The amount of solar energy reaching Earth's surface decreases with increasing latitude. At higher latitudes, the sunlight reaches the surface at lower angles, and it must pass through thicker columns of the atmosphere. As a result, the mean annual air temperature at sea level decreases by about 0.4 C-change per degree of latitude from the equator. Earth's surface can be subdivided into specific latitudinal belts of approximately homogeneous climate. Ranging from the equator to the polar regions, these are the tropical (or equatorial), subtropical, temperate and polar climates.

This latitudinal rule has several anomalies:
  • Proximity to oceans moderates the climate. For example, the Scandinavian Peninsula has more moderate climate than similarly northern latitudes of northern Canada.
  • The wind enables this moderating effect. The windward side of a land mass experiences more moderation than the leeward side. In the Northern Hemisphere, the prevailing wind is west-to-east, and western coasts tend to be milder than eastern coasts. This is seen in Eastern North America and Western Europe, where rough continental climates appear on the east coast on parallels with mild climates on the other side of the ocean. In the Southern Hemisphere, the prevailing wind is east-to-west, and the eastern coasts are milder.
  • The distance from Earth to the Sun varies. Earth is closest to the Sun (at perihelion) in January, which is summer in the Southern Hemisphere. It is furthest away (at aphelion) in July, which is summer in the Northern Hemisphere, and only 93.55% of the solar radiation from the Sun falls on a given square area of land than at perihelion. Despite this, there are larger land masses in the Northern Hemisphere, which are easier to heat than the seas. Consequently, summers are 2.3 C-change warmer in the Northern Hemisphere than in the Southern Hemisphere under similar conditions.
  • The climate is colder at high altitudes than at sea level because of the decreased air density.

    The commonly used Köppen climate classification system has five broad groups (humid tropics, arid, humid middle latitudes, continental and cold polar), which are further divided into more specific subtypes. The Köppen system rates regions of terrain based on observed temperature and precipitation.

    The highest air temperature ever measured on Earth was 56.7 C in Furnace Creek, California, in Death Valley, in 1913. The lowest air temperature ever directly measured on Earth was -89.2 C at Vostok Station in 1983, but satellites have used remote sensing to measure temperatures as low as -94.7 C in East Antarctica. These temperature records are only measurements made with modern instruments from the 20th century onwards and likely do not reflect the full range of temperature on Earth.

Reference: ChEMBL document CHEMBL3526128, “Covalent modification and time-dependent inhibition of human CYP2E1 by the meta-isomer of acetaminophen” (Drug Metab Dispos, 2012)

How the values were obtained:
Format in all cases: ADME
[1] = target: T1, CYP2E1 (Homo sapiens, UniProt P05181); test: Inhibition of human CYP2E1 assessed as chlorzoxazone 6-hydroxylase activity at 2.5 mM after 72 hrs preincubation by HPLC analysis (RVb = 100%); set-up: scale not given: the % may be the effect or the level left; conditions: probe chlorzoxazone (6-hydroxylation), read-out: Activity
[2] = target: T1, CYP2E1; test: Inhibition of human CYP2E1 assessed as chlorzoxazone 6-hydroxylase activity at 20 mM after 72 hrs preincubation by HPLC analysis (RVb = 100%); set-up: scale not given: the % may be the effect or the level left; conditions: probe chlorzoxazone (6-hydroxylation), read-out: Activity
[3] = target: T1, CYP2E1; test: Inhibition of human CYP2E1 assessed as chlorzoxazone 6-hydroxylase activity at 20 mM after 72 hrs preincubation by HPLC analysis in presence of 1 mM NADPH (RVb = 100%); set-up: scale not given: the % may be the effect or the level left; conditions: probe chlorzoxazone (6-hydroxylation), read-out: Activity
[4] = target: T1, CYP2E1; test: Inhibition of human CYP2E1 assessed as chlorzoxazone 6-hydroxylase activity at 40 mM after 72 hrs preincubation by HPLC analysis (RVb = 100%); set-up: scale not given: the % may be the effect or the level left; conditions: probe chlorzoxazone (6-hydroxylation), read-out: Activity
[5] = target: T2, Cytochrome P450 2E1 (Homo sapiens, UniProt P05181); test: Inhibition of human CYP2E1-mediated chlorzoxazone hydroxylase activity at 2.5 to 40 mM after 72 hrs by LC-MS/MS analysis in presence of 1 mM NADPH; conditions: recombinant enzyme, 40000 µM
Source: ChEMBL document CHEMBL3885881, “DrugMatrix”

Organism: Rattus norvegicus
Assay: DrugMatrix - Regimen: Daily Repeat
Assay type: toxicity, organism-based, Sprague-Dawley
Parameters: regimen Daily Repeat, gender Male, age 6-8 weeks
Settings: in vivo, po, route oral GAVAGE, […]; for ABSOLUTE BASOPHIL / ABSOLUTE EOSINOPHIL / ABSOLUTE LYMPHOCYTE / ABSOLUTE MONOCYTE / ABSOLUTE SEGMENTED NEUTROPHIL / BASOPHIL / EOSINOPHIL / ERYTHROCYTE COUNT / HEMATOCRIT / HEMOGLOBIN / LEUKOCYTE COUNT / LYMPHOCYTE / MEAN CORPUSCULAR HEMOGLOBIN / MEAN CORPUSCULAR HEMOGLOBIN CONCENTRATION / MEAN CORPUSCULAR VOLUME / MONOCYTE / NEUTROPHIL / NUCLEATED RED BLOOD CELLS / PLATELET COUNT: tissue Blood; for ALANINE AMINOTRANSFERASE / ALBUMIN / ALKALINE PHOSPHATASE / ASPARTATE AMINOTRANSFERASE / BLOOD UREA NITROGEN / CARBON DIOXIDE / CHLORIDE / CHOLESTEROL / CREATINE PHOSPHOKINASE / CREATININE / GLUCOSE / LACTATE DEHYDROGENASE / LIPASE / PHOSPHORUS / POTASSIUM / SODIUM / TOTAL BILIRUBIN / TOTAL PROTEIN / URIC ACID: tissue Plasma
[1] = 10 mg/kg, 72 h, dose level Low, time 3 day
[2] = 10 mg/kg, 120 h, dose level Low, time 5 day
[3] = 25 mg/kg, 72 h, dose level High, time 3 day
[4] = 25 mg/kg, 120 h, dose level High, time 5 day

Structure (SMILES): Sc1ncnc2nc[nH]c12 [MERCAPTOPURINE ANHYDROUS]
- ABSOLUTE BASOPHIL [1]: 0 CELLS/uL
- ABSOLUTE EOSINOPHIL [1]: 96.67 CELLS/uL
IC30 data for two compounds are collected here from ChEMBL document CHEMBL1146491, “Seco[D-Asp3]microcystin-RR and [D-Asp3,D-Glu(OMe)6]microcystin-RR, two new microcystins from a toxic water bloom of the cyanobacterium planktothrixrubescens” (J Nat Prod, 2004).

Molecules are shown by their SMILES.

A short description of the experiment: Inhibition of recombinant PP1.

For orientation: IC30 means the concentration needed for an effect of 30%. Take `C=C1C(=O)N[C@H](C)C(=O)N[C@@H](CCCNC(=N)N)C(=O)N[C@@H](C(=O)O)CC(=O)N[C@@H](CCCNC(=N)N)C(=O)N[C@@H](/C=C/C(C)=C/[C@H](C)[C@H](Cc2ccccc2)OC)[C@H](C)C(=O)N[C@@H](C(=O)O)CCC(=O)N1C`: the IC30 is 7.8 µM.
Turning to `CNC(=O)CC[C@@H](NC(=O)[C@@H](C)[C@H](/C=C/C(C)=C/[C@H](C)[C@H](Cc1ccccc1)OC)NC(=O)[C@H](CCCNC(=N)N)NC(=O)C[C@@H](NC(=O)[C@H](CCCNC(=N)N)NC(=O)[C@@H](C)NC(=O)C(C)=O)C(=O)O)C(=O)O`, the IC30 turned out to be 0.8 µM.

Upper atmosphere



    Above the troposphere, the atmosphere is usually divided into the stratosphere, mesosphere, and thermosphere. Each layer has a different lapse rate, defining the rate of change in temperature with height. Beyond these, the exosphere thins out into the magnetosphere, where the geomagnetic fields interact with the solar wind. Within the stratosphere is the ozone layer, a component that partially shields the surface from ultraviolet light and thus is important for life on Earth. The Kármán line, defined as 100 km above Earth's surface, is a working definition for the boundary between the atmosphere and outer space.

    Thermal energy causes some of the molecules at the outer edge of the atmosphere to increase their velocity to the point where they can escape from Earth's gravity. This causes a slow but steady loss of the atmosphere into space. Because unfixed hydrogen has a low molecular mass, it can achieve escape velocity more readily, and it leaks into outer space at a greater rate than other gases. The leakage of hydrogen into space contributes to the shifting of Earth's atmosphere and surface from an initially reducing state to its current oxidizing one. Photosynthesis provided a source of free oxygen, but the loss of reducing agents such as hydrogen is thought to have been a necessary precondition for the widespread accumulation of oxygen in the atmosphere. Hence the ability of hydrogen to escape from the atmosphere may have influenced the nature of life that developed on Earth. In the current, oxygen-rich atmosphere most hydrogen is converted into water before it has an opportunity to escape. Instead, most of the hydrogen loss comes from the destruction of methane in the upper atmosphere.

    Gravitational field

    The gravity of Earth is the acceleration that is imparted to objects due to the distribution of mass within Earth. Near Earth's surface, gravitational acceleration is approximately 9.8 m/s2. Local differences in topography, geology, and deeper tectonic structure cause local and broad, regional differences in Earth's gravitational field, known as gravity anomalies.

    Magnetic field